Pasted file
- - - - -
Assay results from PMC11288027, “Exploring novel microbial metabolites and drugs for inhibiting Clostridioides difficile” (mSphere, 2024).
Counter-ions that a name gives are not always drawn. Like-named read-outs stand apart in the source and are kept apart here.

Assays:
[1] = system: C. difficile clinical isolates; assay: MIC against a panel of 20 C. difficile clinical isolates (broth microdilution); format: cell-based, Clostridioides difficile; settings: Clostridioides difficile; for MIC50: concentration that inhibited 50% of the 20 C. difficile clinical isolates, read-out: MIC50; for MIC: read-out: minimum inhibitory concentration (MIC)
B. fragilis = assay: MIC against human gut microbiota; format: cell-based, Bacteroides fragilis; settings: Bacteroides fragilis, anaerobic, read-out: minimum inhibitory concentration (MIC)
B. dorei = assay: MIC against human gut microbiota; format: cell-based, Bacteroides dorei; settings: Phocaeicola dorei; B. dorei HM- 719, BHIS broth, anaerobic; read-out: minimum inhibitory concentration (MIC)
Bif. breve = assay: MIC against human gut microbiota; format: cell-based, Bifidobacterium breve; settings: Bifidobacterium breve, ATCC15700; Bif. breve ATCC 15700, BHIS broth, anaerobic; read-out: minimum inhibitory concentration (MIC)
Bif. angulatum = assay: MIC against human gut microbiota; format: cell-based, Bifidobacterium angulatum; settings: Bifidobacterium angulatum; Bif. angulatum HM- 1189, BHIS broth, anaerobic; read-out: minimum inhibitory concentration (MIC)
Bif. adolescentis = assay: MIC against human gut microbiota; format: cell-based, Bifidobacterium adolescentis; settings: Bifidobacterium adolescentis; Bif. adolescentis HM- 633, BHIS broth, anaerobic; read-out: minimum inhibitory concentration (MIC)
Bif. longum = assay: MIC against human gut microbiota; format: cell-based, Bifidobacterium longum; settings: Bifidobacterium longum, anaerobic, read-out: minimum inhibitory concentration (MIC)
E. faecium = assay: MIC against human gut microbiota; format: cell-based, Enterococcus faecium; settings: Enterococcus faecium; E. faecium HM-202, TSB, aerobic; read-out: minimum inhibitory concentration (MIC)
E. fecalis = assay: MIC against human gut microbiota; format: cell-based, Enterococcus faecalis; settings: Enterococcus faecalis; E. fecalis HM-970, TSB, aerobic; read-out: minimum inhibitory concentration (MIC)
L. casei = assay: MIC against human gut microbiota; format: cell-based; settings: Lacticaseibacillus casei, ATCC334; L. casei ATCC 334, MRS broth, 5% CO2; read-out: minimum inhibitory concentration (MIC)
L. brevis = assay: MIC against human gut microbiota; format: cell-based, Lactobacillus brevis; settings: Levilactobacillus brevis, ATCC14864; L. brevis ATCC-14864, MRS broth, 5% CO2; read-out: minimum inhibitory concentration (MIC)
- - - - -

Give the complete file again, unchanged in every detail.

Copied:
Assay results from PMC11288027, “Exploring novel microbial metabolites and drugs for inhibiting Clostridioides difficile” (mSphere, 2024).
Counter-ions that a name gives are not always drawn. Like-named read-outs stand apart in the source and are kept apart here.

Assays:
[1] = system: C. difficile clinical isolates; assay: MIC against a panel of 20 C. difficile clinical isolates (broth microdilution); format: cell-based, Clostridioides difficile; settings: Clostridioides difficile; for MIC50: concentration that inhibited 50% of the 20 C. difficile clinical isolates, read-out: MIC50; for MIC: read-out: minimum inhibitory concentration (MIC)
B. fragilis = assay: MIC against human gut microbiota; format: cell-based, Bacteroides fragilis; settings: Bacteroides fragilis, anaerobic, read-out: minimum inhibitory concentration (MIC)
B. dorei = assay: MIC against human gut microbiota; format: cell-based, Bacteroides dorei; settings: Phocaeicola dorei; B. dorei HM- 719, BHIS broth, anaerobic; read-out: minimum inhibitory concentration (MIC)
Bif. breve = assay: MIC against human gut microbiota; format: cell-based, Bifidobacterium breve; settings: Bifidobacterium breve, ATCC15700; Bif. breve ATCC 15700, BHIS broth, anaerobic; read-out: minimum inhibitory concentration (MIC)
Bif. angulatum = assay: MIC against human gut microbiota; format: cell-based, Bifidobacterium angulatum; settings: Bifidobacterium angulatum; Bif. angulatum HM- 1189, BHIS broth, anaerobic; read-out: minimum inhibitory concentration (MIC)
Bif. adolescentis = assay: MIC against human gut microbiota; format: cell-based, Bifidobacterium adolescentis; settings: Bifidobacterium adolescentis; Bif. adolescentis HM- 633, BHIS broth, anaerobic; read-out: minimum inhibitory concentration (MIC)
Bif. longum = assay: MIC against human gut microbiota; format: cell-based, Bifidobacterium longum; settings: Bifidobacterium longum, anaerobic, read-out: minimum inhibitory concentration (MIC)
E. faecium = assay: MIC against human gut microbiota; format: cell-based, Enterococcus faecium; settings: Enterococcus faecium; E. faecium HM-202, TSB, aerobic; read-out: minimum inhibitory concentration (MIC)
E. fecalis = assay: MIC against human gut microbiota; format: cell-based, Enterococcus faecalis; settings: Enterococcus faecalis; E. fecalis HM-970, TSB, aerobic; read-out: minimum inhibitory concentration (MIC)
L. casei = assay: MIC against human gut microbiota; format: cell-based; settings: Lacticaseibacillus casei, ATCC334; L. casei ATCC 334, MRS broth, 5% CO2; read-out: minimum inhibitory concentration (MIC)
L. brevis = assay: MIC against human gut microbiota; format: cell-based, Lactobacillus brevis; settings: Levilactobacillus brevis, ATCC14864; L. brevis ATCC-14864, MRS broth, 5% CO2; read-out: minimum inhibitory concentration (MIC)